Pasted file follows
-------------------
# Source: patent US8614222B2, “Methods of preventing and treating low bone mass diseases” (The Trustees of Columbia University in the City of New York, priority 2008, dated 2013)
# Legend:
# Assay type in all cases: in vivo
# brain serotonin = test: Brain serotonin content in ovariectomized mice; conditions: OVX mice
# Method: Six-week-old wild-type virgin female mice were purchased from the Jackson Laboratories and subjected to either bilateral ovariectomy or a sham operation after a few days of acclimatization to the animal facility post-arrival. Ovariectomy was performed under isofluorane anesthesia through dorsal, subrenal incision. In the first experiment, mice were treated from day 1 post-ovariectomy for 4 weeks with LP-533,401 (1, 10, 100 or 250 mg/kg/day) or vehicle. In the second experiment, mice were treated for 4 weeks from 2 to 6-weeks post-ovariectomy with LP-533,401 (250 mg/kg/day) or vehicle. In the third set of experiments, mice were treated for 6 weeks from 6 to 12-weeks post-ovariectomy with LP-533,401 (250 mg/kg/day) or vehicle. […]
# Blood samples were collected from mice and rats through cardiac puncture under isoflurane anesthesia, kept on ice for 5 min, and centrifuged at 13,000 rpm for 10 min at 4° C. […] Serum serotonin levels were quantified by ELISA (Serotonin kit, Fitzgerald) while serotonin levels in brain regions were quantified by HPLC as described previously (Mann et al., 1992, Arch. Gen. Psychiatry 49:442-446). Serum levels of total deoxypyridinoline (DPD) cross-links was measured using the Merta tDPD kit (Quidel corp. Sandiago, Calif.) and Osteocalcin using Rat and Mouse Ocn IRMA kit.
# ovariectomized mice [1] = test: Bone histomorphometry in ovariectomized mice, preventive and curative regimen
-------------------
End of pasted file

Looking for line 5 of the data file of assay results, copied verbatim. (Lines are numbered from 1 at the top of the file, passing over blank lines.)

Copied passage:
# Method: Six-week-old wild-type virgin female mice were purchased from the Jackson Laboratories and subjected to either bilateral ovariectomy or a sham operation after a few days of acclimatization to the animal facility post-arrival. Ovariectomy was performed under isofluorane anesthesia through dorsal, subrenal incision. In the first experiment, mice were treated from day 1 post-ovariectomy for 4 weeks with LP-533,401 (1, 10, 100 or 250 mg/kg/day) or vehicle. In the second experiment, mice were treated for 4 weeks from 2 to 6-weeks post-ovariectomy with LP-533,401 (250 mg/kg/day) or vehicle. In the third set of experiments, mice were treated for 6 weeks from 6 to 12-weeks post-ovariectomy with LP-533,401 (250 mg/kg/day) or vehicle. […]